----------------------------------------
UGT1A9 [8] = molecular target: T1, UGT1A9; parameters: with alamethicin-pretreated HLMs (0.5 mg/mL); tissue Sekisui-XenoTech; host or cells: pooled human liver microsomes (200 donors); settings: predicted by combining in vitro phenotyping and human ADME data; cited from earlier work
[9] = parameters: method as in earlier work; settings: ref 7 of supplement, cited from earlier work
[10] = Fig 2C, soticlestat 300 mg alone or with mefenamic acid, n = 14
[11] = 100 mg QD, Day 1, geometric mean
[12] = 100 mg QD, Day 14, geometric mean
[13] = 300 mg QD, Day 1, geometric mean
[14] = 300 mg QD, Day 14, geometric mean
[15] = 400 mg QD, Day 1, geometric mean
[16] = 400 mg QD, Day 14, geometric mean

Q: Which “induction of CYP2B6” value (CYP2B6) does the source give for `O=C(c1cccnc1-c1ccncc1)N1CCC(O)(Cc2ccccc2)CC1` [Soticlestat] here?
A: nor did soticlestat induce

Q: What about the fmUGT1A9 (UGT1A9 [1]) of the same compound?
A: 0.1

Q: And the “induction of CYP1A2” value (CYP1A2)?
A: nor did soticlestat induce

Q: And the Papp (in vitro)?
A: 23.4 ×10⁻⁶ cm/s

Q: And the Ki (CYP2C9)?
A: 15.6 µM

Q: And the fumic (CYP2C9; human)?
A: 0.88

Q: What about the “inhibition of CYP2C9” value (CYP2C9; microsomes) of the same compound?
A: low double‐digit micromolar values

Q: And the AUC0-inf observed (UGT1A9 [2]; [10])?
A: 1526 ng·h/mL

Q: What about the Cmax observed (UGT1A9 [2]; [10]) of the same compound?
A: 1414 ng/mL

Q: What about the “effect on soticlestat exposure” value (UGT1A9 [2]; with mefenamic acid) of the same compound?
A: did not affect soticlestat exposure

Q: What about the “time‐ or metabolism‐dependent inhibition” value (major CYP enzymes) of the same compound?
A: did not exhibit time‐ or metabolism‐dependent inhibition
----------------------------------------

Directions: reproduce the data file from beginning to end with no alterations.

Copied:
UGT1A9 [8] = molecular target: T1, UGT1A9; parameters: with alamethicin-pretreated HLMs (0.5 mg/mL); tissue Sekisui-XenoTech; host or cells: pooled human liver microsomes (200 donors); settings: predicted by combining in vitro phenotyping and human ADME data; cited from earlier work
[9] = parameters: method as in earlier work; settings: ref 7 of supplement, cited from earlier work
[10] = Fig 2C, soticlestat 300 mg alone or with mefenamic acid, n = 14
[11] = 100 mg QD, Day 1, geometric mean
[12] = 100 mg QD, Day 14, geometric mean
[13] = 300 mg QD, Day 1, geometric mean
[14] = 300 mg QD, Day 14, geometric mean
[15] = 400 mg QD, Day 1, geometric mean
[16] = 400 mg QD, Day 14, geometric mean

Q: Which “induction of CYP2B6” value (CYP2B6) does the source give for `O=C(c1cccnc1-c1ccncc1)N1CCC(O)(Cc2ccccc2)CC1` [Soticlestat] here?
A: nor did soticlestat induce

Q: What about the fmUGT1A9 (UGT1A9 [1]) of the same compound?
A: 0.1

Q: And the “induction of CYP1A2” value (CYP1A2)?
A: nor did soticlestat induce

Q: And the Papp (in vitro)?
A: 23.4 ×10⁻⁶ cm/s

Q: And the Ki (CYP2C9)?
A: 15.6 µM

Q: And the fumic (CYP2C9; human)?
A: 0.88

Q: What about the “inhibition of CYP2C9” value (CYP2C9; microsomes) of the same compound?
A: low double‐digit micromolar values

Q: And the AUC0-inf observed (UGT1A9 [2]; [10])?
A: 1526 ng·h/mL

Q: What about the Cmax observed (UGT1A9 [2]; [10]) of the same compound?
A: 1414 ng/mL

Q: What about the “effect on soticlestat exposure” value (UGT1A9 [2]; with mefenamic acid) of the same compound?
A: did not affect soticlestat exposure

Q: What about the “time‐ or metabolism‐dependent inhibition” value (major CYP enzymes) of the same compound?
A: did not exhibit time‐ or metabolism‐dependent inhibition